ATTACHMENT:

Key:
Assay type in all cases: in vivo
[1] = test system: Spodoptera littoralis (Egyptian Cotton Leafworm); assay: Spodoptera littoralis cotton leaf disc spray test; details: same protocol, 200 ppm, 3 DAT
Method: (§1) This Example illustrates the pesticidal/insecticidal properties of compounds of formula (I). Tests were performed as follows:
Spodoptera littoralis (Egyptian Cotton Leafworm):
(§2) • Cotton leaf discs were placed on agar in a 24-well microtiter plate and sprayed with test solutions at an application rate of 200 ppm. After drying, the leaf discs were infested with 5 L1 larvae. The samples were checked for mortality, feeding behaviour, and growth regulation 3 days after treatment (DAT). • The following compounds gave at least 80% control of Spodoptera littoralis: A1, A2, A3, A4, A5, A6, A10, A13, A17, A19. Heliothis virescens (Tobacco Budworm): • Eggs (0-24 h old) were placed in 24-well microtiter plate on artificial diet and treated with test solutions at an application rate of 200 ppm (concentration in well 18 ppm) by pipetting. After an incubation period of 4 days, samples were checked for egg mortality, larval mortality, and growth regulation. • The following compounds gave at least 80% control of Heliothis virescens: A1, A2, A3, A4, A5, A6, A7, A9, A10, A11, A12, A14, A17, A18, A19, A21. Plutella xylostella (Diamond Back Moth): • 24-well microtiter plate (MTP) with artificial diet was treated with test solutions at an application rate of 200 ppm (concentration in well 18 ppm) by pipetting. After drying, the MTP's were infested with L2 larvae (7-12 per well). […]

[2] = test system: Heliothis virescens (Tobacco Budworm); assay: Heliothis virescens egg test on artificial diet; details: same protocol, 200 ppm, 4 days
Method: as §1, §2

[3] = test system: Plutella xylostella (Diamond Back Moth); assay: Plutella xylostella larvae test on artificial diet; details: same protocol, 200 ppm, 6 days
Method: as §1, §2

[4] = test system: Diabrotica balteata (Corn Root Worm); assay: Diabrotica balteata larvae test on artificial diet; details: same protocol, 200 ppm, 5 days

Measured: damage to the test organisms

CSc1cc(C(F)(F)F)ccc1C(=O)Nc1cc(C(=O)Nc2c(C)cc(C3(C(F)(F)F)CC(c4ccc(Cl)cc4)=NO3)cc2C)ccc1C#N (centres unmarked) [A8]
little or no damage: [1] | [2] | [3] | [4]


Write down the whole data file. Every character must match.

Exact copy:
Key:
Assay type in all cases: in vivo
[1] = test system: Spodoptera littoralis (Egyptian Cotton Leafworm); assay: Spodoptera littoralis cotton leaf disc spray test; details: same protocol, 200 ppm, 3 DAT
Method: (§1) This Example illustrates the pesticidal/insecticidal properties of compounds of formula (I). Tests were performed as follows:
Spodoptera littoralis (Egyptian Cotton Leafworm):
(§2) • Cotton leaf discs were placed on agar in a 24-well microtiter plate and sprayed with test solutions at an application rate of 200 ppm. After drying, the leaf discs were infested with 5 L1 larvae. The samples were checked for mortality, feeding behaviour, and growth regulation 3 days after treatment (DAT). • The following compounds gave at least 80% control of Spodoptera littoralis: A1, A2, A3, A4, A5, A6, A10, A13, A17, A19. Heliothis virescens (Tobacco Budworm): • Eggs (0-24 h old) were placed in 24-well microtiter plate on artificial diet and treated with test solutions at an application rate of 200 ppm (concentration in well 18 ppm) by pipetting. After an incubation period of 4 days, samples were checked for egg mortality, larval mortality, and growth regulation. • The following compounds gave at least 80% control of Heliothis virescens: A1, A2, A3, A4, A5, A6, A7, A9, A10, A11, A12, A14, A17, A18, A19, A21. Plutella xylostella (Diamond Back Moth): • 24-well microtiter plate (MTP) with artificial diet was treated with test solutions at an application rate of 200 ppm (concentration in well 18 ppm) by pipetting. After drying, the MTP's were infested with L2 larvae (7-12 per well). […]

[2] = test system: Heliothis virescens (Tobacco Budworm); assay: Heliothis virescens egg test on artificial diet; details: same protocol, 200 ppm, 4 days
Method: as §1, §2

[3] = test system: Plutella xylostella (Diamond Back Moth); assay: Plutella xylostella larvae test on artificial diet; details: same protocol, 200 ppm, 6 days
Method: as §1, §2

[4] = test system: Diabrotica balteata (Corn Root Worm); assay: Diabrotica balteata larvae test on artificial diet; details: same protocol, 200 ppm, 5 days

Measured: damage to the test organisms

CSc1cc(C(F)(F)F)ccc1C(=O)Nc1cc(C(=O)Nc2c(C)cc(C3(C(F)(F)F)CC(c4ccc(Cl)cc4)=NO3)cc2C)ccc1C#N (centres unmarked) [A8]
little or no damage: [1] | [2] | [3] | [4]